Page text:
PubTransformer

A site to transform Pubmed publications into these bibliographic reference formats: ADS, BibTeX, EndNote, ISI used by the Web of Knowledge, RIS, MEDLINE, Microsoft's Word 2007 XML.

Koji Masui - Top 30 Publications

Long-term Outcomes of a Dose-reduction Trial to Decrease Late Gastrointestinal Toxicity in Patients with Prostate Cancer Receiving Soft Tissue-matched Image-guided Intensity-modulated Radiotherapy.

We experienced an unexpected high incidence of gastrointestinal (GI) toxicity in patients undergoing image-guided intensity-modulated radiotherapy (IG-IMRT) using helical tomotherapy in our initial 2.2 Gy/fraction schedule for prostate cancer; hence, a dose-reduction trial from 2.2 Gy to 2 Gy/fraction was conducted using modified planning target volume (PTV) contouring.

Image-guided interstitial high-dose-rate brachytherapy for locally recurrent uterine cervical cancer: A single-institution study.

The aim of this study was to investigate the efficacy and safety of image-guided high-dose-rate (HDR) interstitial brachytherapy (ISBT) for reirradiation of locally recurrent uterine cervical cancer.

Palliative Reirradiation for Painful Bone Metastases: Clinical Cases and Literature Review.

Reirradiation to previously irradiated peripheral bone metastases for pain has been shown to be safe and effective, but no specific trial has been completed to define the indications for reirradiation of patients with recurrent symptoms of metastatic bone disease. Thus, we aimed to assess the effectiveness and prognostic factors of reirradiation for painful bone metastases. To do so, we reviewed the cases of 14 patients with painful bone metastases who had undergone reirradiation at our hospital. A favorable pain response after reirradiation wasachieved in 50% (7/14) of the patients. An interval from initial radiotherapy >6 months was a significant prognostic factor for pain response (p = 0.03). Performance status was correlated with pain response, with borderline significance (p = 0.06). No severe adverse events were reported. We conclude that reirradiation of painful bone metastases is effective in providing pain relief, especially for patients with a long interval from initial radiation and good performance status.

Brachytherapy for Buccal Cancer: From Conventional Low Dose Rate (LDR) or Mold Technique to High Dose Rate Interstitial Brachytherapy (HDR-ISBT).

To examine the effectiveness of newly-installed high-dose-rate interstitial brachytherapy (HDR-ISBT) for buccal cancer.

Clinical Usefulness of the Platelet-to Lymphocyte Ratio in Patients with Angiosarcoma of the Face and Scalp.

Angiosarcoma of the face and scalp (ASFS) is an extremely aggressive tumor that frequently metastasizes, often leading to death. The neutrophil-to-lymphocyte ratio (NLR), platelet-to-lymphocyte ratio (PLR), and lymphocyte-to-monocyte ratio (LMR) are inflammatory markers that predict outcome of various cancers. We aimed to examine the relationship between pretreatment inflammatory markers and ASFS outcome. We included 17 patients with ASFS and a control group of 56 age- and gender-matched healthy individuals. Total white blood counts, neutrophil, lymphocyte, monocyte, and platelet counts were recorded; NLR, PLR, and LMR were calculated. Kaplan-Meier curves were used to calculate overall survival (OS) and distant metastasis-free survival (DMFS). Optimal cut-off values for each inflammatory marker were calculated using receiver operating curve analysis. Median follow-up was 22 months (range, 6-75). There was a statistically significant difference in absolute neutrophil counts and NLR between patient and control groups. Two-year OS and DMFS rates were 41% and 35%, respectively. In patients with tumors < 10 cm, PLR was highly correlated with DMFS, with the 2-year DMFS for those with a high PLR being 50% compared with 100% for those with a low PLR (p = 0.06). This study suggests that PLR is superior to NLR and LMR, and is a clinically useful marker in patients with ASFS with small tumors.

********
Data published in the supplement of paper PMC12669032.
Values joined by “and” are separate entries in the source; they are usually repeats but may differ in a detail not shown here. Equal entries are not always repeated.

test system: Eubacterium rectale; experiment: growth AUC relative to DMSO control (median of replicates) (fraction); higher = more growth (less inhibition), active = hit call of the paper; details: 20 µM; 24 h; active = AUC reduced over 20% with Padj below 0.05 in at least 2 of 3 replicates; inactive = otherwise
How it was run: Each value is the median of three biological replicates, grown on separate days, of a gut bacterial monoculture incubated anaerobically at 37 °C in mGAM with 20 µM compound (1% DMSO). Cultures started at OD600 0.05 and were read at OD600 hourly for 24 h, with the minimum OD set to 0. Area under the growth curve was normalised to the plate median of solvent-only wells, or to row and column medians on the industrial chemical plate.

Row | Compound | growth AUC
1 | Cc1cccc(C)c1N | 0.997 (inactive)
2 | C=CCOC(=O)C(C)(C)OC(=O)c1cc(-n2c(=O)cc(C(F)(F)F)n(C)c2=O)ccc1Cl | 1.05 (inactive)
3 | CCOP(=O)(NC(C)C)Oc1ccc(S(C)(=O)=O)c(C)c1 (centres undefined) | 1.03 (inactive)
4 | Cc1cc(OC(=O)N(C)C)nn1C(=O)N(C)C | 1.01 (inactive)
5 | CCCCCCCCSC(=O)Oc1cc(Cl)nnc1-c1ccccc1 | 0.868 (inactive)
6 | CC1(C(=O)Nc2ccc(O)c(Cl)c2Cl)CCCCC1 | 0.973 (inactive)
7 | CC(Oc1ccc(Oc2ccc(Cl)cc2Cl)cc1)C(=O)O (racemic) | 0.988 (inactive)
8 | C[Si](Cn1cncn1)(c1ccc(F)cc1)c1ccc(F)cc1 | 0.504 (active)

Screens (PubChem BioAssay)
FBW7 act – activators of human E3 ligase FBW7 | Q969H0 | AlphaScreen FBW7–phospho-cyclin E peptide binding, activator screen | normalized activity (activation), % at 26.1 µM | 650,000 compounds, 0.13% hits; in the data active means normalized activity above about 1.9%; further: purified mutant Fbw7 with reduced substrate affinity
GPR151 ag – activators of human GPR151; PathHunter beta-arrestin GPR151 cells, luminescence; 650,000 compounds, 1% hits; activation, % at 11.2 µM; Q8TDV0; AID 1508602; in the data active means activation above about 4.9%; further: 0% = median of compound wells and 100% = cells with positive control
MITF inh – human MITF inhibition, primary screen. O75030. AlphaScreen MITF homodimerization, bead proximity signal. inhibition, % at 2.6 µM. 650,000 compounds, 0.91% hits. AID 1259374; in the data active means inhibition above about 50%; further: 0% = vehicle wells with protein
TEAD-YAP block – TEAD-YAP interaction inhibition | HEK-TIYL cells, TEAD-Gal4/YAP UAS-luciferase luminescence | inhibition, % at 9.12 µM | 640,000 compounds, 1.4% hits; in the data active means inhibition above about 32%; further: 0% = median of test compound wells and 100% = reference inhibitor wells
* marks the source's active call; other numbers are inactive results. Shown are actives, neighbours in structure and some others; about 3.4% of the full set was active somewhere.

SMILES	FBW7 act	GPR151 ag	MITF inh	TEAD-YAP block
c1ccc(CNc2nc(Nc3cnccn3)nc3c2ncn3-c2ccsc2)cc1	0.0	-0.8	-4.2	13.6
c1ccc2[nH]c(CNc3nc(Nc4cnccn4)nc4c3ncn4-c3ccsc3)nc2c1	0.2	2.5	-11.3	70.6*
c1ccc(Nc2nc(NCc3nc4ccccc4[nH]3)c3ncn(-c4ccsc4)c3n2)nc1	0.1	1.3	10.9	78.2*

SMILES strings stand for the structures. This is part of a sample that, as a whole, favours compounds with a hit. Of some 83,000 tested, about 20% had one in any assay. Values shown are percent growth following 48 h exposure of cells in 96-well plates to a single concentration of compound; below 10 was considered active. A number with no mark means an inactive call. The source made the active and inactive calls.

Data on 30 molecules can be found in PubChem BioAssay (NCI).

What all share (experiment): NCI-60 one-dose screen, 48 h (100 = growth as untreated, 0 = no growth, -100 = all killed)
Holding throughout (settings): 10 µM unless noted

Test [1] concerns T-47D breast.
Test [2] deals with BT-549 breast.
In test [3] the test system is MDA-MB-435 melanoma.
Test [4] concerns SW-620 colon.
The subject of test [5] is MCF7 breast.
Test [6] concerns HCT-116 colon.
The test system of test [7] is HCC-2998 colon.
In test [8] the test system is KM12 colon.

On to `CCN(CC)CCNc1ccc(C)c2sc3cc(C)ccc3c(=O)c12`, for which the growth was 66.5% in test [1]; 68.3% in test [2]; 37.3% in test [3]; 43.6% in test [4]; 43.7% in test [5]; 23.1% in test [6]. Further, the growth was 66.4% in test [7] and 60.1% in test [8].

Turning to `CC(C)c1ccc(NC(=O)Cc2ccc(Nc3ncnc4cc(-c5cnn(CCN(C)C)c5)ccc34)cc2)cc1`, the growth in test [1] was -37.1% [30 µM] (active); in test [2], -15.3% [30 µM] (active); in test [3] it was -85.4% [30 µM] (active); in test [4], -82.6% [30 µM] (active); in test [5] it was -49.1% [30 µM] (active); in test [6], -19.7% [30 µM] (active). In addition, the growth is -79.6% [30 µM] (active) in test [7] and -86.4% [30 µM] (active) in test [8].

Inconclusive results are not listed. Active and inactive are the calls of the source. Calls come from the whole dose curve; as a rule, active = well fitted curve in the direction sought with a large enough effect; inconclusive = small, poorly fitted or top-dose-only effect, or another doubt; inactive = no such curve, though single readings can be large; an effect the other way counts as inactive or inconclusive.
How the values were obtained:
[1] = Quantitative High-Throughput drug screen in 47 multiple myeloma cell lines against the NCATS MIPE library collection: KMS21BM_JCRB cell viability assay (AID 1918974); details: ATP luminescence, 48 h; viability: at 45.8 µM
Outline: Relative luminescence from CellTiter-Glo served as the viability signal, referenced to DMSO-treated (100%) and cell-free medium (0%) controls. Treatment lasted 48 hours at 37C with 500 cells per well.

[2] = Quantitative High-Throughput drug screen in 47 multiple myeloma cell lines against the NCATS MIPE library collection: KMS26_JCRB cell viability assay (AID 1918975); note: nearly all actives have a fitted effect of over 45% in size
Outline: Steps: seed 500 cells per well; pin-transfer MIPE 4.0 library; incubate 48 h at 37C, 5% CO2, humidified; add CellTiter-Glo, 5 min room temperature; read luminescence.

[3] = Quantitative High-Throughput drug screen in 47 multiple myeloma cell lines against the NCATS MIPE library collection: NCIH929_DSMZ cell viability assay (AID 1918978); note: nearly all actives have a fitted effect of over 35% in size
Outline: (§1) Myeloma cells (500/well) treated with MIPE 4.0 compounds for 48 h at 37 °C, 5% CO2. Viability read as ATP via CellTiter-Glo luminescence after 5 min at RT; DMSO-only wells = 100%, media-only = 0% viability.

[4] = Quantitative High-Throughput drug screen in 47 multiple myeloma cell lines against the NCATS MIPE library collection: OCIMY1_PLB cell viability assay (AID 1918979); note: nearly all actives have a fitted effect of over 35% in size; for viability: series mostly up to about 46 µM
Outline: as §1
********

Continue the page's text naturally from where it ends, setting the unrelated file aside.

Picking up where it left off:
Local field radiotherapy without elective nodal irradiation for postoperative loco-regional recurrence of esophageal cancer.

Radiotherapy is an effective treatment for the postoperative loco-regional recurrence of esophageal cancer; however, the optimal treatment field remains controversial. This study aims to evaluate the outcome of local field radiotherapy without elective nodal irradiation for postoperative loco-regional recurrence of esophageal cancer.